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Par for the Servanthood Course
by Charles R. Swindoll

 2 Corinthians 4:9-11, 16-18; 11:25-27, 33

Paul was no criminal. The man was innocent of wrong . . . yet he was misunderstood, mistreated, hunted like a wounded deer, and hated by those who once respected him. In 2 Corinthians 4:9, Paul states we are “struck down.” And then to illustrate just how close he came to death itself, he mentions the following experiences in chapter 11 of this letter:

  • Shipwrecked three times (11:25)
  • A day and a night spent in the ocean (11:25)
  • Surrounded by constant dangers (11:26)
  • Without sufficient food (11:27)
  • Being exposed to the elements (11:27)
  • Escaping death by being let down a wall in a large basket (11:33)

What happened? How could so much unfair, near-fatal treatment happen to a man like Paul? An even deeper question is this: How could and why would God permit it? Without sounding glib . . . it was par for the servanthood course. Still is. Paul even admits that we are:

always carrying about in the body the dying of Jesus, so that the life of Jesus also may be manifested in our body. For we who live are constantly being delivered over to death for Jesus’ sake, so that the life of Jesus also may be manifested in our mortal flesh. . . . Therefore we do not lose heart, but though our outer man is decaying, yet our inner man is being renewed day by day. For momentary, light affliction is producing for us an eternal weight of glory far beyond all comparison, while we look not at the things which are seen, but at the things which are not seen; for the things which are seen are temporal, but the things which are not seen are eternal. (2 Corinthians 4:10-11, 16-18)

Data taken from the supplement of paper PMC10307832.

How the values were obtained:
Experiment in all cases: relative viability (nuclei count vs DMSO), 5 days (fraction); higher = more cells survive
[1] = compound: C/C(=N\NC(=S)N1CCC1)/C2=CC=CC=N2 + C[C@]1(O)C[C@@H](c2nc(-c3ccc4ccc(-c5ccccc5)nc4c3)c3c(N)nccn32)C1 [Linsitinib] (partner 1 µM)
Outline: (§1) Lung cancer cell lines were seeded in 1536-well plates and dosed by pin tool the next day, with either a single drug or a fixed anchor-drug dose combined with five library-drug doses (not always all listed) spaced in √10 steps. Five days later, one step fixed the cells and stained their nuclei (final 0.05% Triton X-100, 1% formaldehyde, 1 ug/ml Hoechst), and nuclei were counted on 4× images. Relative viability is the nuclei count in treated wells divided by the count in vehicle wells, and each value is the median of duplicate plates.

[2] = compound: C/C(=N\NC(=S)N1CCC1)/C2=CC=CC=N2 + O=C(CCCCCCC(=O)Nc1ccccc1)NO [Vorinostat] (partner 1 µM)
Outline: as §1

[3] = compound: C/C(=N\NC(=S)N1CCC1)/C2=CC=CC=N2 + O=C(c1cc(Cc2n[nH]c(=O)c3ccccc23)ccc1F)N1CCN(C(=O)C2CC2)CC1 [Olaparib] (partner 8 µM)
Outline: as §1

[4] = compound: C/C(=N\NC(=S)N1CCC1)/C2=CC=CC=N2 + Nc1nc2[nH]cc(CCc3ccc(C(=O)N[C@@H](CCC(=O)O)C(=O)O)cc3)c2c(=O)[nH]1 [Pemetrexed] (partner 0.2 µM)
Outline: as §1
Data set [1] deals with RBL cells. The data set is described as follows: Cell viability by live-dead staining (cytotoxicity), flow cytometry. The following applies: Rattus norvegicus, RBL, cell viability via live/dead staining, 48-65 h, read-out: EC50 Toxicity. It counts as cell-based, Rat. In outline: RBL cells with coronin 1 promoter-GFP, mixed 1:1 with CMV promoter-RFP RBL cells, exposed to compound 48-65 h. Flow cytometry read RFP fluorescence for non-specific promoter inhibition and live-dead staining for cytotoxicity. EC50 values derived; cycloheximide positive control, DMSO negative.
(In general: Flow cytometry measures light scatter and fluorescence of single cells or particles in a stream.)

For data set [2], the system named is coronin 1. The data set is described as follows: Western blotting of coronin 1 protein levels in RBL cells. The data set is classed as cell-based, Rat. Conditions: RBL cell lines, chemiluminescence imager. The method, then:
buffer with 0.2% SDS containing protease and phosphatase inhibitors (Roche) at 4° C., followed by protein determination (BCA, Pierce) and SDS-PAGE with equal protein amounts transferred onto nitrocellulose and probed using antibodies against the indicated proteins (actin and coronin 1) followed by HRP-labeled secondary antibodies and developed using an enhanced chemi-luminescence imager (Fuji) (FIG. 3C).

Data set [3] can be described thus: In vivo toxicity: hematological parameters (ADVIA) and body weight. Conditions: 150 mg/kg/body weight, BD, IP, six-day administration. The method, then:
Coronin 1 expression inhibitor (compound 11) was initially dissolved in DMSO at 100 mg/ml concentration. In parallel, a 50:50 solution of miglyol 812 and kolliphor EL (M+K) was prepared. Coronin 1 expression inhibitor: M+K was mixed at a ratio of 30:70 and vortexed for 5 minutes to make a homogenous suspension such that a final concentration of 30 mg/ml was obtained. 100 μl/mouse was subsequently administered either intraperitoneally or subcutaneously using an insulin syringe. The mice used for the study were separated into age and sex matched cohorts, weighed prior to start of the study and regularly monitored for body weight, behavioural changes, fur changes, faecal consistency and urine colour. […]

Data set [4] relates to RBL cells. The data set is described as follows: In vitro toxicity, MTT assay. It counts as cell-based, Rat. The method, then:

That sounds beautiful, almost poetic. However, it is one thing to read it as black print on a white page, but it’s another thing entirely to embrace that mind-set when all hell breaks loose against us. How does the servant of God cope when the bottom drops out?  Isn’t Paul’s perspective amazing?

Adapted from Improving Your Serve: The Art of Unselfish Living, Copyright © 1981 by Charles R. Swindoll, Inc. (Thomas Nelson Publishers). All rights reserved worldwide. Used by permission.

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